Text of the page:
In its reply brief in Case No. 0-NG-1926, the International Association of Firefighters, Local F-48, argues that the proposals have a direct impact on unit employees' conditions of employment. The Union states that "[a]t present, employees enjoy no benefit from the operation of food services on the shipyard." Union Response at 1. The Union maintains that the quality of food services is poor, the prices are high, MICRA is unable to provide recreation for employees, and employees are bearing the cost of mismanagement that led to the debts the Union now is seeking to require management to relieve. The Union reiterates the claim that a viable food services operation is essential for employees to comply with the Agency's time limitations for lunch breaks, noting that none of the food service facilities cited by the Agency is within reasonable walking distance. Finally, with respect to the proposed audit, the Union states that there is a concern over the continued operation of food services and that the purpose of the audit is to identify problem areas that can be addressed.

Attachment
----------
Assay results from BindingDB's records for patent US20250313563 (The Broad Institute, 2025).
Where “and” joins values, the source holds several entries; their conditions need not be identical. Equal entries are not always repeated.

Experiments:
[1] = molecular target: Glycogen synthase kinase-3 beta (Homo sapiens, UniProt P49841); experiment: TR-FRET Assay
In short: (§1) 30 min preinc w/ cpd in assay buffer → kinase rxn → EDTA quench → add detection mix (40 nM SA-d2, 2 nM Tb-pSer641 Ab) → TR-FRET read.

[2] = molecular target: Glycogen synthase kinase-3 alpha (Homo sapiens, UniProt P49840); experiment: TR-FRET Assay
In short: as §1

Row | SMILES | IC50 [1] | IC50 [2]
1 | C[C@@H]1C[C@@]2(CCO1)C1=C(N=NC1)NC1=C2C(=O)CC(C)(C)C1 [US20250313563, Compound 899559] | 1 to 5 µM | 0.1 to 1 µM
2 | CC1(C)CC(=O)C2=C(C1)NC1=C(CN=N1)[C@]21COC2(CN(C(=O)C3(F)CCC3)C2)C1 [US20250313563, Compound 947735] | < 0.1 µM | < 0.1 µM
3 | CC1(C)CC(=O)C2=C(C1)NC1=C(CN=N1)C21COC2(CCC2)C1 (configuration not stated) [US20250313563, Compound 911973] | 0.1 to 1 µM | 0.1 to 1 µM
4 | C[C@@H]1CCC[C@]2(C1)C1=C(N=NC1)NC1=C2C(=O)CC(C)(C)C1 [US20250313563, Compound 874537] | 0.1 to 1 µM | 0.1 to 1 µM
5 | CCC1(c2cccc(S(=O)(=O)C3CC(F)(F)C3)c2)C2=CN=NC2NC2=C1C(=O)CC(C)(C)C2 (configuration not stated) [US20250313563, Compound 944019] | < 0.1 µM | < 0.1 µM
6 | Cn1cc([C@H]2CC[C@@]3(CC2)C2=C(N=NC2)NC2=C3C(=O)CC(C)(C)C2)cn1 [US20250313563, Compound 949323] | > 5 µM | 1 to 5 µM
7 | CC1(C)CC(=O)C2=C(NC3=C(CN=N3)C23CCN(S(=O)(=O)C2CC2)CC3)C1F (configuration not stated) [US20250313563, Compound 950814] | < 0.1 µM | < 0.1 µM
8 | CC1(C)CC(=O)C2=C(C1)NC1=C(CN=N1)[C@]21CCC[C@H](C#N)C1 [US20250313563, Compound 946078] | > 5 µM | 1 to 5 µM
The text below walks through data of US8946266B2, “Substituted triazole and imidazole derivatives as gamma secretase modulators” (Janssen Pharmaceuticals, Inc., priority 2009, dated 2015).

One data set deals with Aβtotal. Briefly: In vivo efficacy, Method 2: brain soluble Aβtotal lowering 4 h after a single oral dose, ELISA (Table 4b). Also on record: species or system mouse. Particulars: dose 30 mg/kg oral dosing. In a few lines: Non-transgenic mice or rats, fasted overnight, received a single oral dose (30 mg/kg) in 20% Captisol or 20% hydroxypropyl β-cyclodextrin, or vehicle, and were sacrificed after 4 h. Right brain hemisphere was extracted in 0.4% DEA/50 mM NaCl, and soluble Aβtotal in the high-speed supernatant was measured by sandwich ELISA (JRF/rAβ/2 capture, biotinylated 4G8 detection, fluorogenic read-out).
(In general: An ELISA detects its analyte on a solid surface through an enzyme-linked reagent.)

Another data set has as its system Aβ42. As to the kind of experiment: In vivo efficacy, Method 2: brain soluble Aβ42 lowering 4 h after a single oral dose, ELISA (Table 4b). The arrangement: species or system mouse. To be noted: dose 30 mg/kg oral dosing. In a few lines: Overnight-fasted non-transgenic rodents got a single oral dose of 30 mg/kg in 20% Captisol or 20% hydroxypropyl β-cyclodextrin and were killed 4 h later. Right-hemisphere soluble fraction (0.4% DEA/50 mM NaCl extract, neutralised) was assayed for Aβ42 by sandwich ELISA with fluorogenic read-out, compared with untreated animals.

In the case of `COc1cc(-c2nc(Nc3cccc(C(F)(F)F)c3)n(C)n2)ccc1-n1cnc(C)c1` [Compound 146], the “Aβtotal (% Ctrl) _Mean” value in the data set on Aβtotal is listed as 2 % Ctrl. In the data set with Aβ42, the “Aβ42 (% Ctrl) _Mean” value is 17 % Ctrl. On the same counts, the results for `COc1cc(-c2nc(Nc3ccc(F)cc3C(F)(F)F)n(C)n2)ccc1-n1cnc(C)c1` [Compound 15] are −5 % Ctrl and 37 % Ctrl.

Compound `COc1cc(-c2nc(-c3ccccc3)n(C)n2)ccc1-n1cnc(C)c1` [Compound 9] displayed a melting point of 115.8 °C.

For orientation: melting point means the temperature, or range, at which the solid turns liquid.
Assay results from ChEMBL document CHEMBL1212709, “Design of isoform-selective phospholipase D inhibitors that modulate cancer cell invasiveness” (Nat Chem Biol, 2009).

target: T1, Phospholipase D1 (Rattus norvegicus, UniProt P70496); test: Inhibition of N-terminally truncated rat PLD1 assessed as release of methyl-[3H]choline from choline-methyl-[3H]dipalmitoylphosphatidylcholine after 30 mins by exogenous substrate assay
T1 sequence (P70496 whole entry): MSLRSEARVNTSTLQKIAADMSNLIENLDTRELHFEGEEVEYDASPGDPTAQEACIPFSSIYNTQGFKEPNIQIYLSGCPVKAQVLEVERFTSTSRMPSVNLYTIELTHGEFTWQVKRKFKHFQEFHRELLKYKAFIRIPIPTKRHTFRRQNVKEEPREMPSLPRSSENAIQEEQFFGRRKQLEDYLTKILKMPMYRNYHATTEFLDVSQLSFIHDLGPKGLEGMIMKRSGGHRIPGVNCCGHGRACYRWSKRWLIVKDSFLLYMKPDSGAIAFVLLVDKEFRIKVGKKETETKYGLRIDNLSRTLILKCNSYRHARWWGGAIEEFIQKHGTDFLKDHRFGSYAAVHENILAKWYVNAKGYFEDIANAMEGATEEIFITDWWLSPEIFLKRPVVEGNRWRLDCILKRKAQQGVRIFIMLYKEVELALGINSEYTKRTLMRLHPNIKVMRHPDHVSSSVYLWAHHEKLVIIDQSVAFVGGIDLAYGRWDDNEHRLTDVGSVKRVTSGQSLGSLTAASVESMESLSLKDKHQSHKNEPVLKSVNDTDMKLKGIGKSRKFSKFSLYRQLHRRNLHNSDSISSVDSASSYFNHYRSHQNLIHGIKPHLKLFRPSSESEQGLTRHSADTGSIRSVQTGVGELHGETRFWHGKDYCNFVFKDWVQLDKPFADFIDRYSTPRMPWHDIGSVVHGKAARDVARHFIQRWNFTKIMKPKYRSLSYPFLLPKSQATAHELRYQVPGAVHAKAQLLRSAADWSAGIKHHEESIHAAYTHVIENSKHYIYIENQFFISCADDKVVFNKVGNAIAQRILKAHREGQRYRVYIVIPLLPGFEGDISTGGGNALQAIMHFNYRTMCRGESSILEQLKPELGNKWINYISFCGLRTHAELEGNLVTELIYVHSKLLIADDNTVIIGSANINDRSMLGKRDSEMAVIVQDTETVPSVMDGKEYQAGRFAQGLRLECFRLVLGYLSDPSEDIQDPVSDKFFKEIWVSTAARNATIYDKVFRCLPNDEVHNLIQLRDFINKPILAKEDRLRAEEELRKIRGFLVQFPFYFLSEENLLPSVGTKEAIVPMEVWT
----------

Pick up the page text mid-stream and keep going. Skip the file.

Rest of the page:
V. Analysis and Conclusions
For the following reasons, we conclude that the proposals are nonnegotiable because they do not concern unit employees' conditions of employment.
In deciding whether a proposal concerns a condition of employment of bargaining unit employees, the Authority has considered whether: (1) the proposal pertains to bargaining unit employees; and (2) the record establishes that there is a direct connection between the proposal and the work situation or employment relationship of bargaining unit employees. Antilles, 22 FLRA at 237. Further, in American Federation of Government Employees, Local 2761 v. FLRA, 866 F.2d 1443 (D.C. Cir. 1989), decision on remand, 35 FLRA 1105 (1990), the United States Court of Appeals for the District of Columbia Circuit examined whether there was a "link" or "nexus" between a proposed matter and the workers' employment for purposes of determining whether the matter concerned a condition of employment. Id. at 1447, 1449. The court found that where a matter has "a direct effect on the work relationship," it concerns a condition of employment. Id. at 1449.